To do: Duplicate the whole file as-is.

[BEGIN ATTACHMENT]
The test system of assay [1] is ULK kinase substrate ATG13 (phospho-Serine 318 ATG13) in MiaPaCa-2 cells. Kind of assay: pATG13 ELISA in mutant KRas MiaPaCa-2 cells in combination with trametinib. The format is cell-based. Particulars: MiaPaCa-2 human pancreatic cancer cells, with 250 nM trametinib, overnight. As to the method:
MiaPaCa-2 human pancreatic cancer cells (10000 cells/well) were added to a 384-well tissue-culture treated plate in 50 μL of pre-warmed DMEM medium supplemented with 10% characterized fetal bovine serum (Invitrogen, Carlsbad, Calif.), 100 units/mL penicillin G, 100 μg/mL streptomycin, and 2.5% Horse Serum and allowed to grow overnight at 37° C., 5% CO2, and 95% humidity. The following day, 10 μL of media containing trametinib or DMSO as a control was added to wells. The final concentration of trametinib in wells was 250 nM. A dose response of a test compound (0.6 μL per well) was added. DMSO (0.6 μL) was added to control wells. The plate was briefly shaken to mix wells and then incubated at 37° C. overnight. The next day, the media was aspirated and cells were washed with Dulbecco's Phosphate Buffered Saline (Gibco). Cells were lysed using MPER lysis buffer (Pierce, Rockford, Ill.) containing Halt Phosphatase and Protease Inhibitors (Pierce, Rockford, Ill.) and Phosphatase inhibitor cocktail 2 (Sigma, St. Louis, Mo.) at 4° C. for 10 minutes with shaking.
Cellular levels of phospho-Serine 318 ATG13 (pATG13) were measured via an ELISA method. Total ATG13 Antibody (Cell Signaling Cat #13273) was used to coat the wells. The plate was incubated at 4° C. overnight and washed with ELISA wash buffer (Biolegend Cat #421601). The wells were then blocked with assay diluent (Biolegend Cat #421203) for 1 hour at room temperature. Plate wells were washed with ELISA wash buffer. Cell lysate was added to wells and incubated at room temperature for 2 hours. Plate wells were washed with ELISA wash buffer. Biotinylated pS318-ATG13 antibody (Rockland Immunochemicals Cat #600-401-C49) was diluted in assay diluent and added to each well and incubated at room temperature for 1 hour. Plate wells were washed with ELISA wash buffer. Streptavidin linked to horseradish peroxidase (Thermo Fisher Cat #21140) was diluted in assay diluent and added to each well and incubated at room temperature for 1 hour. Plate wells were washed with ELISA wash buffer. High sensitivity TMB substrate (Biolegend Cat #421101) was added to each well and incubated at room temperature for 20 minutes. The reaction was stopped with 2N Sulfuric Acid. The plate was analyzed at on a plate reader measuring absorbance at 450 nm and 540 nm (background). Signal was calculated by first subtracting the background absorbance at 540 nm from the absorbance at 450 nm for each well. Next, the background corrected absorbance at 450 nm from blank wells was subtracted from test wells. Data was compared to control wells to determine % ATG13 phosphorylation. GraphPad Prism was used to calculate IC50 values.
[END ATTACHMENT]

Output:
The test system of assay [1] is ULK kinase substrate ATG13 (phospho-Serine 318 ATG13) in MiaPaCa-2 cells. Kind of assay: pATG13 ELISA in mutant KRas MiaPaCa-2 cells in combination with trametinib. The format is cell-based. Particulars: MiaPaCa-2 human pancreatic cancer cells, with 250 nM trametinib, overnight. As to the method:
MiaPaCa-2 human pancreatic cancer cells (10000 cells/well) were added to a 384-well tissue-culture treated plate in 50 μL of pre-warmed DMEM medium supplemented with 10% characterized fetal bovine serum (Invitrogen, Carlsbad, Calif.), 100 units/mL penicillin G, 100 μg/mL streptomycin, and 2.5% Horse Serum and allowed to grow overnight at 37° C., 5% CO2, and 95% humidity. The following day, 10 μL of media containing trametinib or DMSO as a control was added to wells. The final concentration of trametinib in wells was 250 nM. A dose response of a test compound (0.6 μL per well) was added. DMSO (0.6 μL) was added to control wells. The plate was briefly shaken to mix wells and then incubated at 37° C. overnight. The next day, the media was aspirated and cells were washed with Dulbecco's Phosphate Buffered Saline (Gibco). Cells were lysed using MPER lysis buffer (Pierce, Rockford, Ill.) containing Halt Phosphatase and Protease Inhibitors (Pierce, Rockford, Ill.) and Phosphatase inhibitor cocktail 2 (Sigma, St. Louis, Mo.) at 4° C. for 10 minutes with shaking.
Cellular levels of phospho-Serine 318 ATG13 (pATG13) were measured via an ELISA method. Total ATG13 Antibody (Cell Signaling Cat #13273) was used to coat the wells. The plate was incubated at 4° C. overnight and washed with ELISA wash buffer (Biolegend Cat #421601). The wells were then blocked with assay diluent (Biolegend Cat #421203) for 1 hour at room temperature. Plate wells were washed with ELISA wash buffer. Cell lysate was added to wells and incubated at room temperature for 2 hours. Plate wells were washed with ELISA wash buffer. Biotinylated pS318-ATG13 antibody (Rockland Immunochemicals Cat #600-401-C49) was diluted in assay diluent and added to each well and incubated at room temperature for 1 hour. Plate wells were washed with ELISA wash buffer. Streptavidin linked to horseradish peroxidase (Thermo Fisher Cat #21140) was diluted in assay diluent and added to each well and incubated at room temperature for 1 hour. Plate wells were washed with ELISA wash buffer. High sensitivity TMB substrate (Biolegend Cat #421101) was added to each well and incubated at room temperature for 20 minutes. The reaction was stopped with 2N Sulfuric Acid. The plate was analyzed at on a plate reader measuring absorbance at 450 nm and 540 nm (background). Signal was calculated by first subtracting the background absorbance at 540 nm from the absorbance at 450 nm for each well. Next, the background corrected absorbance at 450 nm from blank wells was subtracted from test wells. Data was compared to control wells to determine % ATG13 phosphorylation. GraphPad Prism was used to calculate IC50 values.